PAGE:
Due Process is satisfied when a non-resident has sufficient minimum contacts with a state such that exercise of jurisdiction over him does not offend traditional notions of fair play and substantial justice. The minimum contacts analysis focuses on the relationship between the defendant, the forum and the litigation, and the defendant's conduct must create a substantial connection with the forum state. The relationship must arise out of contacts that defendant himself creates with the forum state, and the contact must be with the forum state itself rather than merely with persons who reside there. The United States Supreme Court recently addressed these concepts in Walden v. Fiore [an enhanced version of this opinion is available to lexis.com subscribers].
Anthony Walden was working as a DEA agent at the Atlanta airport when, after using a drug-sniffing dog to perform a sniff test, he seized almost $97,000 in cash that Nevada residents Gina Fiore and Keith Gipson claimed to have won gambling in San Juan. Walden later helped draft an affidavit to establish probable cause. Fiore and Gipson sued Walden in Nevada alleging violation of their Fourth Amendment rights. Specifically, they asserted that Walden violated their rights by (1) seizing the cash without probable cause; (2) keeping the money after concluding it did not come from drug-related activity; (3) drafting and forwarding a probable cause affidavit to support a forfeiture action while knowing the affidavit contained false statements; (4) willfully seeking forfeiture while withholding exculpatory information; and (5) withholding that exculpatory information from the United States Attorney's Office.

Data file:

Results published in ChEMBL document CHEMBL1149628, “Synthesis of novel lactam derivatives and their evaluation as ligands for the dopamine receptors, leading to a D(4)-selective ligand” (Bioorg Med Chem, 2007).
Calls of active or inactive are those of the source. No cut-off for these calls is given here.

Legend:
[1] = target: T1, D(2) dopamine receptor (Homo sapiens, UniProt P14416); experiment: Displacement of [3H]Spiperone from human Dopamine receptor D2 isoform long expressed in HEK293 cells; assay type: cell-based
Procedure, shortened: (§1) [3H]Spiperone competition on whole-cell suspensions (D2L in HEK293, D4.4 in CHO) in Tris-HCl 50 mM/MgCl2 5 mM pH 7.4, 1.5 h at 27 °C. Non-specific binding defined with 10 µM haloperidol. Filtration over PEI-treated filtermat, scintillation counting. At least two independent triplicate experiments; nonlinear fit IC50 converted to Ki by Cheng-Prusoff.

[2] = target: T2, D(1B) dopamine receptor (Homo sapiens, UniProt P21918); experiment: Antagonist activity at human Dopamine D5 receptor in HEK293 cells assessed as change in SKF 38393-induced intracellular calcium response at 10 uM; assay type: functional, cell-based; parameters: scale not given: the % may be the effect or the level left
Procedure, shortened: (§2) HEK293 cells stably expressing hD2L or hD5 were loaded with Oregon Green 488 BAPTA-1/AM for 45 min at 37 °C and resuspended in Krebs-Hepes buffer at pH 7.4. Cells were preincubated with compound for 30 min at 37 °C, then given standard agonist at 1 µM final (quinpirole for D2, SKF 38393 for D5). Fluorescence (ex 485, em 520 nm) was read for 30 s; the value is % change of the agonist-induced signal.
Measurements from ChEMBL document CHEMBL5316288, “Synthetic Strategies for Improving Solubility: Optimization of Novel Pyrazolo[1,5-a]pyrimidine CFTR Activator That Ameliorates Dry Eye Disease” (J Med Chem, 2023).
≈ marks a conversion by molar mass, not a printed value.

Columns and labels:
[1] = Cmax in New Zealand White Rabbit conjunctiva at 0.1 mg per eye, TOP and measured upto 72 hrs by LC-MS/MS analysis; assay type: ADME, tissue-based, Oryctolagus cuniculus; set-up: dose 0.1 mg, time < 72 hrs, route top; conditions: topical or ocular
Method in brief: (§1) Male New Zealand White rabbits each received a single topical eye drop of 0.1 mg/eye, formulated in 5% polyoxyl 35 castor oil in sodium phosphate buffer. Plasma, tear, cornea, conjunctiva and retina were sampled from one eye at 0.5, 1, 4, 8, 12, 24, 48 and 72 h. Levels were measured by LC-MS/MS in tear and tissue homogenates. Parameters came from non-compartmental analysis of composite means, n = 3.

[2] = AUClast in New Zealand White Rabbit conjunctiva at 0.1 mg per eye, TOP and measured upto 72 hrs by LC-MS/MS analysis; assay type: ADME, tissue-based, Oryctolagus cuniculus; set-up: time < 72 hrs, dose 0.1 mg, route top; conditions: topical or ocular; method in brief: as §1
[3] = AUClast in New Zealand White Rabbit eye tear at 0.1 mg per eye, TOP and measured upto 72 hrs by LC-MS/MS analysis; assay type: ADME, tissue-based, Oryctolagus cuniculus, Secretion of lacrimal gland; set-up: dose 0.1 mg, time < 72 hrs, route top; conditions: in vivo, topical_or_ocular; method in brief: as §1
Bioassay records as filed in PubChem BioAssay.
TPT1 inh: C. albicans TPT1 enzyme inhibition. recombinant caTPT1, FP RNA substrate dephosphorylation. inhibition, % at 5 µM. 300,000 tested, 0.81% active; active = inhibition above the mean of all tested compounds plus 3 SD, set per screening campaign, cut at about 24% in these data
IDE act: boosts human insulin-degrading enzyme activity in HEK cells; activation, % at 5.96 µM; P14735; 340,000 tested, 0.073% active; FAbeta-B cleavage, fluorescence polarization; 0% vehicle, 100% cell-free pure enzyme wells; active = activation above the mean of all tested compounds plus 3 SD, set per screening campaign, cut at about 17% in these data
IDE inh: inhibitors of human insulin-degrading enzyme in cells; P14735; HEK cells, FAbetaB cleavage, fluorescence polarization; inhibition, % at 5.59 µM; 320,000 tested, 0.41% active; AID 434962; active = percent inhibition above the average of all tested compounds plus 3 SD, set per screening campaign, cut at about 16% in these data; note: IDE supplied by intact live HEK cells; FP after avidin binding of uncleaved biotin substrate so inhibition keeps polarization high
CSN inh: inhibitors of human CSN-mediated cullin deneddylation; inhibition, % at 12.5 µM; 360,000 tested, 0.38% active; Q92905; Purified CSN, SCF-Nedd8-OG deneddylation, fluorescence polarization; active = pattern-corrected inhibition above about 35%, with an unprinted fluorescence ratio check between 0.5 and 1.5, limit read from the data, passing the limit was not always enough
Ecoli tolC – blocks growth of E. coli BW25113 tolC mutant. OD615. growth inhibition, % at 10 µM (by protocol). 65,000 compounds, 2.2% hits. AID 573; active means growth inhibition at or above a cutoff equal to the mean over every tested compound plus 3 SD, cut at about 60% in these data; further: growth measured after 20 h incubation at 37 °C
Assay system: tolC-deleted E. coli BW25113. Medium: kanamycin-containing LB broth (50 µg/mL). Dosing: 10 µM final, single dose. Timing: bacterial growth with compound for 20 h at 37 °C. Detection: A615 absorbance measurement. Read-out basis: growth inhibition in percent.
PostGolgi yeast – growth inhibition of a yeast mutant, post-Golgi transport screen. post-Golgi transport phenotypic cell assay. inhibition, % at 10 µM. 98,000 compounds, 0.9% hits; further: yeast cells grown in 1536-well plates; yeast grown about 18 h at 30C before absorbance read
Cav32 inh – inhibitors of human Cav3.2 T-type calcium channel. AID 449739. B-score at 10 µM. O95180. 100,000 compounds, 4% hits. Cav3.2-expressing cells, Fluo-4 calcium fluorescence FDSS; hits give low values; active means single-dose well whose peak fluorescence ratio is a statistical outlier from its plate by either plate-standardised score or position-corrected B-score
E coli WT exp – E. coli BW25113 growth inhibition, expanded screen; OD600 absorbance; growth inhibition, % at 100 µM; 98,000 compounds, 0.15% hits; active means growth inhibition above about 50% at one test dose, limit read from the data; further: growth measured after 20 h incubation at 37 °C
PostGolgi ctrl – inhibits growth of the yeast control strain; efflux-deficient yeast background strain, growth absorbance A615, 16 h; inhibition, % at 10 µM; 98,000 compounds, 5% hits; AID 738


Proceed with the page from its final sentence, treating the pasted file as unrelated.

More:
The United States District Court for the District of Nevada granted Walden's motion to dismiss, determining that his search and seizure in Georgia did not establish a basis to exercise personal jurisdiction over him in Nevada. The Ninth Circuit reversed, holding that the District Court could exercise jurisdiction over the false probable cause affidavit aspect of the case. The court found that Walden expressly aimed the allegedly false affidavit at Nevada by submitting it knowing that it would affect Nevada residents and that the delay in returning the funds caused Fiore and Gipson foreseeable harm in Nevada. The United States Supreme Court reversed, holding that Nevada lacked personal jurisdiction over Walden.
The Supreme Court used a defamation case to illustrate the principle that a state's exercise of jurisdiction over an out-of-state intentional tortfeasor must be based on intentional conduct by the defendant that creates the necessary contacts with the forum. In Calder v. Jones [enhanced version], a California actress sued a reporter and editor working in Florida for the National Enquirer for libel based on an article written and edited in Florida for publication in a weekly paper with a California circulation of approximately 600,000. California's exercise of jurisdiction in that case did not offend due process as California was the focal point of the story and of the harm suffered. For example, the defendants relied on phone calls to California sources, wrote the story about the plaintiff's activities in California, and caused reputational injury in California by writing an allegedly defamatory article that was widely circulated in California. The Supreme Court noted that the reputation-based effects of the alleged libel connected the defendants to the state of California itself and not just to the plaintiff. Because publication to third persons is a necessary element of defamation, the libel actually "occurred" (at least in part) in California, the place of publication. The injury to the plaintiff's reputation in the eyes of the California public connected the defendants' conduct to the state, not just to a person who lived there. That connection, in combination with the facts that gave the article a California focus, made jurisdiction appropriate.
Read the rest of the article at the Virginia Business Litigation Lawyer Blog.
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